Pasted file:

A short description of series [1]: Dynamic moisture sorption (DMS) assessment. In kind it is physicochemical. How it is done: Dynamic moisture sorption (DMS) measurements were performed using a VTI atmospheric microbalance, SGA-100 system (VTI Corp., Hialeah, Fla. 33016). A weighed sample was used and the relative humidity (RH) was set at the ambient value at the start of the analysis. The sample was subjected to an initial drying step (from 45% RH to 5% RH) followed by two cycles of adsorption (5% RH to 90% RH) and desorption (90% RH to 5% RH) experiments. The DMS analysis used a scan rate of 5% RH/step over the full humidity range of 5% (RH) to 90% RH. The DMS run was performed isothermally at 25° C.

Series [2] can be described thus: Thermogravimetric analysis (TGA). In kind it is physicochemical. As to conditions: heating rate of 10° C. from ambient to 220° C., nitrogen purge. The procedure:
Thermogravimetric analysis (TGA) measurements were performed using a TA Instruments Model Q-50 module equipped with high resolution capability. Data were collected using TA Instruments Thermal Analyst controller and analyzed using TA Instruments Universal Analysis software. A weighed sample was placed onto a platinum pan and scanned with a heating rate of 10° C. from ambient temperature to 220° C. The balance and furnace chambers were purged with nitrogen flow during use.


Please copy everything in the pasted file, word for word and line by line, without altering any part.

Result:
A short description of series [1]: Dynamic moisture sorption (DMS) assessment. In kind it is physicochemical. How it is done: Dynamic moisture sorption (DMS) measurements were performed using a VTI atmospheric microbalance, SGA-100 system (VTI Corp., Hialeah, Fla. 33016). A weighed sample was used and the relative humidity (RH) was set at the ambient value at the start of the analysis. The sample was subjected to an initial drying step (from 45% RH to 5% RH) followed by two cycles of adsorption (5% RH to 90% RH) and desorption (90% RH to 5% RH) experiments. The DMS analysis used a scan rate of 5% RH/step over the full humidity range of 5% (RH) to 90% RH. The DMS run was performed isothermally at 25° C.

Series [2] can be described thus: Thermogravimetric analysis (TGA). In kind it is physicochemical. As to conditions: heating rate of 10° C. from ambient to 220° C., nitrogen purge. The procedure:
Thermogravimetric analysis (TGA) measurements were performed using a TA Instruments Model Q-50 module equipped with high resolution capability. Data were collected using TA Instruments Thermal Analyst controller and analyzed using TA Instruments Universal Analysis software. A weighed sample was placed onto a platinum pan and scanned with a heating rate of 10° C. from ambient temperature to 220° C. The balance and furnace chambers were purged with nitrogen flow during use.